The comic also features onstage acts mixed in with the backstage antics. Acts featured in this issue include, “Muppet News Flash,” the “musical” number “Bang, Boom, Splat and POW,” a Kermit news sketch on Koozebane—“Close Encounters of the Worst Kind,” The Swedish Chef, Pigs in Space, and a final song performed by Kermit.
The plot’s ending is very satisfactory and balances the off-the-wall tone of the comic with some classic Muppet sappiness.
Langridge really knows what he’s doing in this department. The whole “atmosphere” of the theater feels as if Jim and the gang were there doing it themselves. Everything clicks (and explodes) just like it did on the show. It all works, and Langridge should be commended for producing such a good “feeling” comic.
The true highlight of this comic series is the writing. It’s simply amazing that Roger Langridge, who had never worked or written for the Muppets before this, can capture the voice and the heart of each and every character so beautifully. Even more amazing is the fact that even minor characters, some who haven’t been heard from in years, are all written perfectly—as if Jerry Juhl himself wrote them.
The Muppet Newsman is deliciously punny, Statler and Waldorf are flawless, Gonzo, Miss Piggy, Pops (yes, Pops), the Electric Mayhem, Rowlf, Fozzie, Robin, Scooter—everyone is written perfectly. There wasn’t one moment while reading when I scratched my head and thought to myself, “So-and-so wouldn’t say that.” The writing in this 21-page comic book is better and more in-character than the 105-minute Muppets’ Wizard of Oz.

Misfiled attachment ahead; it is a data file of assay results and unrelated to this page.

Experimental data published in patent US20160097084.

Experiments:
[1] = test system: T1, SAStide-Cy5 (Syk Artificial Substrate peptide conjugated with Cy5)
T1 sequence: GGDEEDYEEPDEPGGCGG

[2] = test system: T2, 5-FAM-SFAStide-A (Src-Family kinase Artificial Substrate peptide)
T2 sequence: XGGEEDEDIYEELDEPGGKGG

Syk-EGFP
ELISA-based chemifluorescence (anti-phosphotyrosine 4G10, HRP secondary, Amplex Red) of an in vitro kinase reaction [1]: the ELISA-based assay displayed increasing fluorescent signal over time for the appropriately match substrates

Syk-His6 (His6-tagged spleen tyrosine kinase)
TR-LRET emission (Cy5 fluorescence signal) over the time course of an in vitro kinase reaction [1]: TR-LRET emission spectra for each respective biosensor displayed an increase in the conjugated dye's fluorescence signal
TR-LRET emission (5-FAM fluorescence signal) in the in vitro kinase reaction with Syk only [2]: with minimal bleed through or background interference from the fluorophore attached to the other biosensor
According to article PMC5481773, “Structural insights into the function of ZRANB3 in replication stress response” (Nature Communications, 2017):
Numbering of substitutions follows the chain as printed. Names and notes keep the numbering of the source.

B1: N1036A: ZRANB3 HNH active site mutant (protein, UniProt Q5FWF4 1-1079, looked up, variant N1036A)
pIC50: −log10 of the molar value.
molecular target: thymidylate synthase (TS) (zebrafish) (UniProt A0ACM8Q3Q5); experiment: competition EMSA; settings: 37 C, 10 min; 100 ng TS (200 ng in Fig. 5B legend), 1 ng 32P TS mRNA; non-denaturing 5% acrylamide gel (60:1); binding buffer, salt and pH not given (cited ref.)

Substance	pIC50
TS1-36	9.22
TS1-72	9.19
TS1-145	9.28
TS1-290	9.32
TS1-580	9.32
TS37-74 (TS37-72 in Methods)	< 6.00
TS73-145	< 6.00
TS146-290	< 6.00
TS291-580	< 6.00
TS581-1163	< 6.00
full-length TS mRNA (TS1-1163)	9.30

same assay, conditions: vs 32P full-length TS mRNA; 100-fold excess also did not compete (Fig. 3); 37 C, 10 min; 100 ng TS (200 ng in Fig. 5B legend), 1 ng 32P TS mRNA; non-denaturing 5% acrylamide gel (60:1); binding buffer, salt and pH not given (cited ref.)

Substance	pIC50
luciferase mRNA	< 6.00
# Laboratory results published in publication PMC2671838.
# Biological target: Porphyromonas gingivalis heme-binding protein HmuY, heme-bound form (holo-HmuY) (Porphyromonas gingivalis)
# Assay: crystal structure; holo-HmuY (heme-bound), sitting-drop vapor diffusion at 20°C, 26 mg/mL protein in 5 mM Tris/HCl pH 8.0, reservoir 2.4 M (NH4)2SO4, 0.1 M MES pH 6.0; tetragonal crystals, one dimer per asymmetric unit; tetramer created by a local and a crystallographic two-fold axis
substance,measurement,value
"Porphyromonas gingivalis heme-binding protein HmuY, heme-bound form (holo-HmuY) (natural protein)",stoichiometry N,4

What amazes me about this is how Langridge includes “musical” numbers. They’re written with such clever lyrics that each one is so incredibly easy to visualize as an actual sketch on the show.
Also of note about this comic is the way Langridge ties in the sweet, heart-warming ending after all the zaniness of the show. It’s a great moment that leaves you with a loving feeling of Muppety goodness.
The art of this comic has become the most controversial and argued part. Scooter now has teeth, Gonzo’s eyelids are on both sides of his eyes, and Robin has jaw problems. At one point, Gonzo even looked like a buzzard (in a bad way). Yes, the art is off-model, but so are the Muppets.